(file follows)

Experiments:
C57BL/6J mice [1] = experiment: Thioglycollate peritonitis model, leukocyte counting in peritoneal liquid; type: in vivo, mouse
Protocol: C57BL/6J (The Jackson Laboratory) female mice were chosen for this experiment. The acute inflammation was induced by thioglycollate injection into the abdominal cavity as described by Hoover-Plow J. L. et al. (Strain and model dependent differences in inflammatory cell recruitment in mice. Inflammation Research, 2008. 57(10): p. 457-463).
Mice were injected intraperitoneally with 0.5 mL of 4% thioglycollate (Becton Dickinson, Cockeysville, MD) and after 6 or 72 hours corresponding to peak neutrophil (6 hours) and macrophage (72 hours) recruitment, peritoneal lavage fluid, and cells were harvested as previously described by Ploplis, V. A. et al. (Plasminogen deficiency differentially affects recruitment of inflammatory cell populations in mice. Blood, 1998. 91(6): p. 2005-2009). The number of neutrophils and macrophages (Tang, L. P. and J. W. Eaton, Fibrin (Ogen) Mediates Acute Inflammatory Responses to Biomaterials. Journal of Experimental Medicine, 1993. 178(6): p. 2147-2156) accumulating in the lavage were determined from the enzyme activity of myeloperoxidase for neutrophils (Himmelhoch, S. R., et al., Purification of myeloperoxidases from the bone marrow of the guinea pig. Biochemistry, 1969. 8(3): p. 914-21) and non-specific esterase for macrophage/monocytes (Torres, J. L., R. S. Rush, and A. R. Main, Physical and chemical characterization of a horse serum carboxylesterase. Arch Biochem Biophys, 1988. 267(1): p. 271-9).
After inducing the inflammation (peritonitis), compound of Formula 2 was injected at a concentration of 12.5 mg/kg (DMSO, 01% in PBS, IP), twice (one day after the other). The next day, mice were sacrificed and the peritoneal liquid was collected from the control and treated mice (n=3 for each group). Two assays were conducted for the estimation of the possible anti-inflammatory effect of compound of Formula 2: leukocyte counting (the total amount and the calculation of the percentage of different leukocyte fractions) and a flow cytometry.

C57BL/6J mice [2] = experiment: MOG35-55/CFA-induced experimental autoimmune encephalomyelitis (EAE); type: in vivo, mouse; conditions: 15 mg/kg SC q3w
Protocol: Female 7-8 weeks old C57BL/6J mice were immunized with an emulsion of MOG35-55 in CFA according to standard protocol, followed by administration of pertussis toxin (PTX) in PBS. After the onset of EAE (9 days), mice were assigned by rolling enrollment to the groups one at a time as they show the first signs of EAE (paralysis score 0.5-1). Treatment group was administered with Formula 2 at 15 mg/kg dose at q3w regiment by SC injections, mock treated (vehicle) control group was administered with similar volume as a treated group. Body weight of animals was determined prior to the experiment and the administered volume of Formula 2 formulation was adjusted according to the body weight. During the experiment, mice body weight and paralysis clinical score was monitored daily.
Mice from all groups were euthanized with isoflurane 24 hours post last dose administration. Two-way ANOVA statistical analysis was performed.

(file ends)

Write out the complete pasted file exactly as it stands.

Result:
Experiments:
C57BL/6J mice [1] = experiment: Thioglycollate peritonitis model, leukocyte counting in peritoneal liquid; type: in vivo, mouse
Protocol: C57BL/6J (The Jackson Laboratory) female mice were chosen for this experiment. The acute inflammation was induced by thioglycollate injection into the abdominal cavity as described by Hoover-Plow J. L. et al. (Strain and model dependent differences in inflammatory cell recruitment in mice. Inflammation Research, 2008. 57(10): p. 457-463).
Mice were injected intraperitoneally with 0.5 mL of 4% thioglycollate (Becton Dickinson, Cockeysville, MD) and after 6 or 72 hours corresponding to peak neutrophil (6 hours) and macrophage (72 hours) recruitment, peritoneal lavage fluid, and cells were harvested as previously described by Ploplis, V. A. et al. (Plasminogen deficiency differentially affects recruitment of inflammatory cell populations in mice. Blood, 1998. 91(6): p. 2005-2009). The number of neutrophils and macrophages (Tang, L. P. and J. W. Eaton, Fibrin (Ogen) Mediates Acute Inflammatory Responses to Biomaterials. Journal of Experimental Medicine, 1993. 178(6): p. 2147-2156) accumulating in the lavage were determined from the enzyme activity of myeloperoxidase for neutrophils (Himmelhoch, S. R., et al., Purification of myeloperoxidases from the bone marrow of the guinea pig. Biochemistry, 1969. 8(3): p. 914-21) and non-specific esterase for macrophage/monocytes (Torres, J. L., R. S. Rush, and A. R. Main, Physical and chemical characterization of a horse serum carboxylesterase. Arch Biochem Biophys, 1988. 267(1): p. 271-9).
After inducing the inflammation (peritonitis), compound of Formula 2 was injected at a concentration of 12.5 mg/kg (DMSO, 01% in PBS, IP), twice (one day after the other). The next day, mice were sacrificed and the peritoneal liquid was collected from the control and treated mice (n=3 for each group). Two assays were conducted for the estimation of the possible anti-inflammatory effect of compound of Formula 2: leukocyte counting (the total amount and the calculation of the percentage of different leukocyte fractions) and a flow cytometry.

C57BL/6J mice [2] = experiment: MOG35-55/CFA-induced experimental autoimmune encephalomyelitis (EAE); type: in vivo, mouse; conditions: 15 mg/kg SC q3w
Protocol: Female 7-8 weeks old C57BL/6J mice were immunized with an emulsion of MOG35-55 in CFA according to standard protocol, followed by administration of pertussis toxin (PTX) in PBS. After the onset of EAE (9 days), mice were assigned by rolling enrollment to the groups one at a time as they show the first signs of EAE (paralysis score 0.5-1). Treatment group was administered with Formula 2 at 15 mg/kg dose at q3w regiment by SC injections, mock treated (vehicle) control group was administered with similar volume as a treated group. Body weight of animals was determined prior to the experiment and the administered volume of Formula 2 formulation was adjusted according to the body weight. During the experiment, mice body weight and paralysis clinical score was monitored daily.
Mice from all groups were euthanized with isoflurane 24 hours post last dose administration. Two-way ANOVA statistical analysis was performed.